I recently trekked down to Torrance, CA to take part in a special event presented by JETRO ( the Japan External Trade Organization). The event was an educational seminar and exhibitor tasting of the popular distilled sake-like drink called shochu.
I enjoy drinking sake and my initial suspicion was that shochu was a similar type alcoholic drink. What I eventually learned in the seminar, I got to experience for myself through various samplings that afternoon. Every vender really pushed the idea that shochu was a “healthy” alcoholic beverage. When consumed often (though in moderation, yah) it is said to help improve blood circulation among other things.
Here are some fun facts about shochu:
1. Drink it in a variety of ways. The taste is comparable to vodka – silky on the tounge and minimal “burn.” It can be served hot, cold, straight up, with water, on the rocks or mixed into cocktails. Master sommelier and shochu specialist Yuji Matsumoto from Kabuki restaurant served up a few different cocktails for us and explained all the different things you could do with shochu. Since the taste is fairly neutral, it’s very easy to create cocktails. I loved one particular lychee cocktail he made using 2 ounces rice based shochu, 2 ounces lychee puree, 1 ounce french vanilla simple syrup, 1 ounce pineapple juice and a 1/2 ounce of lemon juice. Very refreshing and fruity!
2. Shochu can help blood circulation and is a low-calorie drink. I often suffer from cold hands, so it’s nice to have a warm drink at the bar sometimes. After having a few samples of shochu at this event, I found my body naturally warming up and of course I was a lot looser. It can be a great drink to get the blood flowing during the cold winter months. Shochu and Turkey anyone?
3. Made from a variety of starches, the flavor profile can vary greatly. The most popular varieties being Rice, Sweet Potato, Barley and Awamori (distilled rice shochu unique to Okinawa). The flavors vary among the different ingredients and regions – if you try a type of shochu and don’t like it, try a different variety or starch base and you’ll eventually find the one that is your preference.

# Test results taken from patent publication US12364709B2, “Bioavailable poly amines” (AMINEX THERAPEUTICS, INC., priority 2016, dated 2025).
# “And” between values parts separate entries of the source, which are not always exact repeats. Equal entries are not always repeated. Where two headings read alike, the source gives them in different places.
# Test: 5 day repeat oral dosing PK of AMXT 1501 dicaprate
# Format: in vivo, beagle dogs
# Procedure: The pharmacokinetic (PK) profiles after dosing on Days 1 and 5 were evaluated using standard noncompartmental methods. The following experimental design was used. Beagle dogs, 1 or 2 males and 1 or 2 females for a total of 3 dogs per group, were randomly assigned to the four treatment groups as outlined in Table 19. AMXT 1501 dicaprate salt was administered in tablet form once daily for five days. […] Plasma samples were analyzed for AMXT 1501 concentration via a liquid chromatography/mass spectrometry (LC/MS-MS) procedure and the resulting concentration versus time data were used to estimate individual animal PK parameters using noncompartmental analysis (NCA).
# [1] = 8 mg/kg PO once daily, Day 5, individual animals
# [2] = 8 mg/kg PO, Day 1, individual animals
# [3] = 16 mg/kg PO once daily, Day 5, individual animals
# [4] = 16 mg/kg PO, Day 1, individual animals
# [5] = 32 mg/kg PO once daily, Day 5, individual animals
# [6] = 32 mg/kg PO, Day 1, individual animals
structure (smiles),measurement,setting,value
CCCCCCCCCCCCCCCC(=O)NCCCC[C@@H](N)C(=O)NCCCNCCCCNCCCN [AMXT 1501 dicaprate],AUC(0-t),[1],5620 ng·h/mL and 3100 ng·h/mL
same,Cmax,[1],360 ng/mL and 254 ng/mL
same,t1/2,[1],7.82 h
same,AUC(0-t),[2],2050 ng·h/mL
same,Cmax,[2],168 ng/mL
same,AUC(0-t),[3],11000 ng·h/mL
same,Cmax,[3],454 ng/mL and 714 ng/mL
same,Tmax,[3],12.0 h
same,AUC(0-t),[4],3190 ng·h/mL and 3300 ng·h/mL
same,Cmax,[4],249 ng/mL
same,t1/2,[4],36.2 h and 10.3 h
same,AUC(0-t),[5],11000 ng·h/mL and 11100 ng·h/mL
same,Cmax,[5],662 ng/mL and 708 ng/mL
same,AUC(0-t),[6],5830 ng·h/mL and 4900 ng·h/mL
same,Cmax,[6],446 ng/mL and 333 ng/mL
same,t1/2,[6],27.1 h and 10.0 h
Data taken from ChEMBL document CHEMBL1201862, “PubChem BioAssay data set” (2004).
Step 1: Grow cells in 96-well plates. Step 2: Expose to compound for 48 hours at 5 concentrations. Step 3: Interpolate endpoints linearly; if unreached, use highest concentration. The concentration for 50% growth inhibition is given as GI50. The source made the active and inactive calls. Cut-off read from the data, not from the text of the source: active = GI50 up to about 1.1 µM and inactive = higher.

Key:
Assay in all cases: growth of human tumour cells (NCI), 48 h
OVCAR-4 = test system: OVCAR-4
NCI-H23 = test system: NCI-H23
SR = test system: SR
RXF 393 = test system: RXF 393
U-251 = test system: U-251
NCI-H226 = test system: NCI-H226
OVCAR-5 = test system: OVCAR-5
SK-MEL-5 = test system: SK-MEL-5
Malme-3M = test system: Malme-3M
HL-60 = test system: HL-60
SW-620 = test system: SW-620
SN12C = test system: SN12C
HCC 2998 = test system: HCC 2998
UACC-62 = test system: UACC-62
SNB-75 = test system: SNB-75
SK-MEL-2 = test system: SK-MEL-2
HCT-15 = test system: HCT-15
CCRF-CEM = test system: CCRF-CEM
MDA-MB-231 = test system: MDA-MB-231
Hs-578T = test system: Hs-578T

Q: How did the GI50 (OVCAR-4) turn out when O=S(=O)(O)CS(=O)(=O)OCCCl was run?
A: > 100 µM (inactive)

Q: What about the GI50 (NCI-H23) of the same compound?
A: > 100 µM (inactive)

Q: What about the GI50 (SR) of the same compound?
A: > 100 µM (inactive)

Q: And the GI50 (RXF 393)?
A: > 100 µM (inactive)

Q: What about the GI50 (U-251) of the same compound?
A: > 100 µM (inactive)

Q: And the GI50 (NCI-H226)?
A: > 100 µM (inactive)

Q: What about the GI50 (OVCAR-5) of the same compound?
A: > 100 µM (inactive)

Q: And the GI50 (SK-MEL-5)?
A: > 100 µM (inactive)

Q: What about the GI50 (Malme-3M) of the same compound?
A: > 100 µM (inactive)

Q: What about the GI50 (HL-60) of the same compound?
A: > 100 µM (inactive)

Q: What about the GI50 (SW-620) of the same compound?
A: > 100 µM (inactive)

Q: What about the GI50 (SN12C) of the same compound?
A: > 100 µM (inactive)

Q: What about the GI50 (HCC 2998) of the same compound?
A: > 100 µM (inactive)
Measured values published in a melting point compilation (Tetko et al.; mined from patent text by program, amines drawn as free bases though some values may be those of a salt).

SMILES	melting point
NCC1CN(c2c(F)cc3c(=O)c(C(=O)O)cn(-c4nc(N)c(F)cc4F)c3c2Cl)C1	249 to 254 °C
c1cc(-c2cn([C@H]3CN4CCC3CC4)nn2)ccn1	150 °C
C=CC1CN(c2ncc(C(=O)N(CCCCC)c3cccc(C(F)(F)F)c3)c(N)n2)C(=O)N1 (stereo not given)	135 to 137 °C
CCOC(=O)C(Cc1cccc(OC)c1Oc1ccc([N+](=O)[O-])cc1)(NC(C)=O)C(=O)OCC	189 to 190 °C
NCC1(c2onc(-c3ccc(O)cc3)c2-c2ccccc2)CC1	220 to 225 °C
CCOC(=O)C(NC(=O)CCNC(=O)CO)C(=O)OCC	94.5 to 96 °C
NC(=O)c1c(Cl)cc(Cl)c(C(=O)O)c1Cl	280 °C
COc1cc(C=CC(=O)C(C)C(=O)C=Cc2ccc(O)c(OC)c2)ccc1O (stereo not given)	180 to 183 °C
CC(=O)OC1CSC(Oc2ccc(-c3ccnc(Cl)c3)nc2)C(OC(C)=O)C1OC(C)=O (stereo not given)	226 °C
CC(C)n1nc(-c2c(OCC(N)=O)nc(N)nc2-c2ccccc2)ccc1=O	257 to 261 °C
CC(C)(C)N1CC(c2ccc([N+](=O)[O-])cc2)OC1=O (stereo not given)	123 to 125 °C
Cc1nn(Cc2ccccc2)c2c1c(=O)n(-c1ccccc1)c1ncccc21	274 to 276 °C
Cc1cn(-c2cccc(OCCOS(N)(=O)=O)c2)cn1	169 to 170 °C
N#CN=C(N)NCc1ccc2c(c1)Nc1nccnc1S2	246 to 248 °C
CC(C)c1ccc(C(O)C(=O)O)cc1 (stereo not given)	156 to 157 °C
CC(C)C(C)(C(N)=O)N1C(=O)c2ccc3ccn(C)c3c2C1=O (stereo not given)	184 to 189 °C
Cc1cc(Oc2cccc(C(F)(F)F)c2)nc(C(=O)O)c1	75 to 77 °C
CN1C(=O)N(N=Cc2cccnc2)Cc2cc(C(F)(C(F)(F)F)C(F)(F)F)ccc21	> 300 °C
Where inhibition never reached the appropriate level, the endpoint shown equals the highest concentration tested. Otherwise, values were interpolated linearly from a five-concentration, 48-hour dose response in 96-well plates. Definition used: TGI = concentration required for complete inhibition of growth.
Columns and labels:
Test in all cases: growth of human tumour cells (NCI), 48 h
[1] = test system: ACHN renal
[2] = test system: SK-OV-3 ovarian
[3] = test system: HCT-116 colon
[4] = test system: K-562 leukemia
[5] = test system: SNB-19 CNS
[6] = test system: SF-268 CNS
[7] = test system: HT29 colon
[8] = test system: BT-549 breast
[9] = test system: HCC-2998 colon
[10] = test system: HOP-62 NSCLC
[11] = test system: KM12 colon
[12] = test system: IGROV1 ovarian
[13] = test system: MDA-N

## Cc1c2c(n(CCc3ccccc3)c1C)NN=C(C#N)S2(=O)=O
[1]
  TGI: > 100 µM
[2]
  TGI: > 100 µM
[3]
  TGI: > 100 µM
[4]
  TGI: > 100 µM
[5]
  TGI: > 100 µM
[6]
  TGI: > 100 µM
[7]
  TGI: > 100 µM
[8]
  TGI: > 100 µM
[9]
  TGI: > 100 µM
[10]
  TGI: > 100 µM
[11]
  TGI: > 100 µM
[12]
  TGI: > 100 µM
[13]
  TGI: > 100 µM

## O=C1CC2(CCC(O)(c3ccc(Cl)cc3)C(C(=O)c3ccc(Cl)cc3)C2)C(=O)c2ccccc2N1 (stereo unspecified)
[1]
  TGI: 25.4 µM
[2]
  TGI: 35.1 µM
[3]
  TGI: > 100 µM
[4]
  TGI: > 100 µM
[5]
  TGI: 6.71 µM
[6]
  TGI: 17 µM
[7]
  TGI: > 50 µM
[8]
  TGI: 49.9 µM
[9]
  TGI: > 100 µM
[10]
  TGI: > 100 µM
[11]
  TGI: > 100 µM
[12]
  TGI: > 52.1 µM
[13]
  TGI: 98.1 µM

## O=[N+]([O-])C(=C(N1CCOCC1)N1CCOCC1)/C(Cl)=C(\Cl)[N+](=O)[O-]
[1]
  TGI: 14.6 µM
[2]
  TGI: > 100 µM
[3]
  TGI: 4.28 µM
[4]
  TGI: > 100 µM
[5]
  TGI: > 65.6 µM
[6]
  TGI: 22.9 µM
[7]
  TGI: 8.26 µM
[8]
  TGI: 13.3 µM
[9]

After all the various tastings, I found that I prefered the lighter subtler Barley or Rice based shochu as opposed to the more complex Awamori or bolder tasting Sweet Potato based varieties. It’s really up to your taste.
4. The alcoholic content varies. Think of shochu like tequilla or vodka as opposed to beer or wine. Unlike fermented sake (which is made in a similar manner to wine or beer), shochu is a “distilled” beverage anywhere from 12 to 45 proof alchohol content – thus making it much stronger than traditional sake. You wont need more than a few of these before you’re on the karaoke mic singing Livin’ on a Prayer (though let’s hope you’re sober enough to pick a better song choice).
5. Shochu is nice on its own, yet excellent with food. I tried a few appetizer pairings and discovered that shochu goes well with most any Japanese food.
The Rice shochu can be paired with anything light, seafood or pastas. Here it was paired with Pear and Brie in phyllo dough… Sweet Potato with Beef Wellington in pastry puffs… Barley with Tuna Carpaccio…
At the end of the day, it comes down your preference and availability of course. I do hope that I start to see more varieties of shochu when I’m dining out in SoCal. In the meantime, you can pick up shochu in California at any Japanese market like Mitsuwa or Marukai.
Here are some memorable brands from the event:
This one is coffee infused.
This lightly fruity one is infused with Red Shiso leaves, which give the shochu a nice pinkish color.
This Yuzu shochu was delicious and one of my favorites. It was very balanced, smooth and fruity.
Now, you can impress your friends by bestowing your newfound knowledge about shochu. Enjoy responsibly!
Oh! And so I don’t leave you dry, here is a recipe courtesy of fit-sugar for a shochu Bloody Mary. Recommended with a Rice-based shochu, but you can use any kind:
ASIAN BLOODY MARY
2 ounces shochu
4 ounces tomato juice
1/2 teaspoon freshly grated wasabi or
1 teaspoon wasabi paste
1/2 teaspoon freshly grated ginger
1/2 teaspoon soy sauce
1/2 teaspoon Sriracha hot sauce (or sub with ponzu sauce)
Pinch of freshly ground pepper
Juice of 1/2 large lime
Celery stalk, tomato, lime, or cucumber spear for garnish
If I don’t have homemade tomato juice on hand, I’ll use R.W. Knudsen’s organic tomato juice. It has no added sugar, and the sodium content is relatively low compared to other store bought brands.
Step 1: Combine all ingredients except garnish in an ice-filled cocktail shaker and shake to combine.
Step 2: Strain over fresh ice into a glass and garnish with assorted veggies.
Makes one drink.